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The last message sent from a client in an SSL handshake with client certificate authentication is the Certificate Verify message.

Here are my questions.

How is the Certificate Verify message constructed in an SSL Handshake?

How does a server validate the Certificate Verify message?

The information I have found is from the SSL 3.0 RFC.

From my understanding, this is how the Certificate Verify is constructed and validated.

  1. 2 seperate SHA1 and MD5 hashes are generated from Client Hello and Server Hello Messages.
  2. A digest is generate with the hashed data and the Private Key associated with the client certificate sent to the server in previous messages.
  3. The server validates the Certificate Verify by calculating a digest using the client certificate and a hash of the Client Hello and Server Hello messages.
  4. If the verification is successful from the server's perspective, then the client is authenticated.

If an SSL proxy exists between the client and the server, then this could break client certificate authentication. This is because the hashed data that is generated from the Client Hello and Server Hello would be different.

Any corrections on my understanding and guidance on client certificate authentication is appreciated.

Thanks for the help in advance.


asked 29 Jun '15, 09:30

Brooks's gravatar image

accept rate: 0%

Not really a Wireshark question, more a TLS\SSL one. You should ask your question in a more suitable forum.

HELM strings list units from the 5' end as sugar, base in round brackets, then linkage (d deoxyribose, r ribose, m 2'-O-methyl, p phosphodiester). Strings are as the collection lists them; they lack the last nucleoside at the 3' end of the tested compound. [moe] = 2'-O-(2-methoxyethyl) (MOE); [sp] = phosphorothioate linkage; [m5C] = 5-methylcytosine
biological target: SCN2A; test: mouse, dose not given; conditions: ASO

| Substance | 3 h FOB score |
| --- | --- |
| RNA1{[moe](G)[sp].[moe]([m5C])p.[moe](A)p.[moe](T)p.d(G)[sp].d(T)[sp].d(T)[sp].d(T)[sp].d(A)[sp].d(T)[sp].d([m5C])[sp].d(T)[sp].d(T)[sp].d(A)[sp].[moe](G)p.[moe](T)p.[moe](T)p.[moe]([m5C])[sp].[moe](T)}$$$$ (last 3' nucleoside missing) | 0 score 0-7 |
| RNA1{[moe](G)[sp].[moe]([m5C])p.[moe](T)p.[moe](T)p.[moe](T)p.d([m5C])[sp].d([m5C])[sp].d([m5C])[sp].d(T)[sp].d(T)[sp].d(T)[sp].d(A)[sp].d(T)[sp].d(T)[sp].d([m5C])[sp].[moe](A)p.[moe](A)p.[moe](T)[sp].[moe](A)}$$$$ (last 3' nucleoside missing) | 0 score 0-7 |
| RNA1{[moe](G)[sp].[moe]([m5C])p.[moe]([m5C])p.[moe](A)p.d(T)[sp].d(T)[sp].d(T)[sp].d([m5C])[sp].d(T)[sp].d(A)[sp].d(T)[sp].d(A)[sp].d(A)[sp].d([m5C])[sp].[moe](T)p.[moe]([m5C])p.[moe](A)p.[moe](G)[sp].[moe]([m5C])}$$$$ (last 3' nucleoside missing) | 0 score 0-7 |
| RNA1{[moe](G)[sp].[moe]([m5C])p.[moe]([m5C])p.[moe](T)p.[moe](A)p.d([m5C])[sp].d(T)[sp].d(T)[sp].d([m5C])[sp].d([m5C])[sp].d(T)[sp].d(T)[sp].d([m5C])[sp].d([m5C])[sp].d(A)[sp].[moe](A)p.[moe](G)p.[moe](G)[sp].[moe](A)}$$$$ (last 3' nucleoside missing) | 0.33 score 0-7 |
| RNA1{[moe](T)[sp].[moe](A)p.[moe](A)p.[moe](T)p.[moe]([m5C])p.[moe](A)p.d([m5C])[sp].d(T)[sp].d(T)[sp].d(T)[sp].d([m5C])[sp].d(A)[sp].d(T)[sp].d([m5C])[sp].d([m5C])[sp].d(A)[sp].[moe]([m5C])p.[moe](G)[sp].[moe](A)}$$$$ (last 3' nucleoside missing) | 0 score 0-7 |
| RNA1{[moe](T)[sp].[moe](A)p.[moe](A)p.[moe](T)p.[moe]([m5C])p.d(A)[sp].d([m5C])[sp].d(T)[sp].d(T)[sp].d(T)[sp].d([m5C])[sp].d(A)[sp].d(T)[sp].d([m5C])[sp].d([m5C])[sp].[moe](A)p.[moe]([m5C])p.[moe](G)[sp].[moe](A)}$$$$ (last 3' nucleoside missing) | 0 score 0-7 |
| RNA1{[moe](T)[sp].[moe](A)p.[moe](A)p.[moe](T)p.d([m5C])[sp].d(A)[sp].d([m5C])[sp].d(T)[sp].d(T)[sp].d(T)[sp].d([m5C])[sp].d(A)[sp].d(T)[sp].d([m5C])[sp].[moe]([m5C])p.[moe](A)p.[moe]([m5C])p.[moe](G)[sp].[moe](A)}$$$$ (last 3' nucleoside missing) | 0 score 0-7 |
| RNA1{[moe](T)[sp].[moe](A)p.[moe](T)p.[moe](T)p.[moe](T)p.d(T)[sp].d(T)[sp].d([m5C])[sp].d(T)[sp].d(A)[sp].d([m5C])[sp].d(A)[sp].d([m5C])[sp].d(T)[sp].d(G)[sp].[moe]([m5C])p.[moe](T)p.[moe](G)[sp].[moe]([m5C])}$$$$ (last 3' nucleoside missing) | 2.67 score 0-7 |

(29 Jun '15, 09:46) grahamb ♦

SSL 3.0 must not be used, refer to RFC 5246 (TLS 1.2) - 7.4.8. Certificate Verify for a more up-to-date specification.

How is the Certificate Verify message constructed in an SSL Handshake?

The Certificate Verify message is constructed by the client. It contains the signed hash of the handshake messages.

RFC 5246, section 7.4.8 about the handshake messages:

handshake_messages refers to all handshake messages sent or received, starting at client hello and up to, but not including, this message, including the type and length fields of the handshake messages. This is the concatenation of all the Handshake structures (as defined in Section 7.4) exchanged thus far.

RFC 5246, section 4.7 describes the digitally-signed attribute, section describes the available signature types. Basically you will have this form:

    SignatureAndHashAlgorithm algorithm, consisting of:
        HashAlgorithm hash (4 for SHA-256 for example)
        SignatureAlgorithm signature (1 for RSA for example)
    Signature (a byte stream for a RSA signature for example)

How does a server validate the Certificate Verify message?

The server will buffer the handshake messages and should then obtain the same hash as the one supplied by the client. In order to authenticate the hash, the server must validate the signature.

This can be done by using the public key from the certificate that was provided by the client in the Client Certificate handshake message.

A MitM SSL proxy can indeed not authenticate itself against the server since it does not posess the client key and therefore cannot sign the parameters exchanged in the handshake.

permanent link

answered 29 Jun '15, 09:58

Lekensteyn's gravatar image

accept rate: 30%

RFC 7568 deprecates SSL 3.0 and requires it to not be used.

(29 Jun '15, 10:20) grahamb ♦

@grahamb Right, SSL 3.0 is deprecated and RFC 7568 ("ssl3.0 die die die") forbids its use (the first sentence of this answer links to that).

(29 Jun '15, 10:23) Lekensteyn

Ah, I missed that it was a link, hence my post.

(29 Jun '15, 13:14) grahamb ♦

Thanks for the explanation!

(01 Jul '15, 19:28) Brooks
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question asked: 29 Jun '15, 09:30

question was seen: 7,632 times

last updated: 01 Jul '15, 19:28

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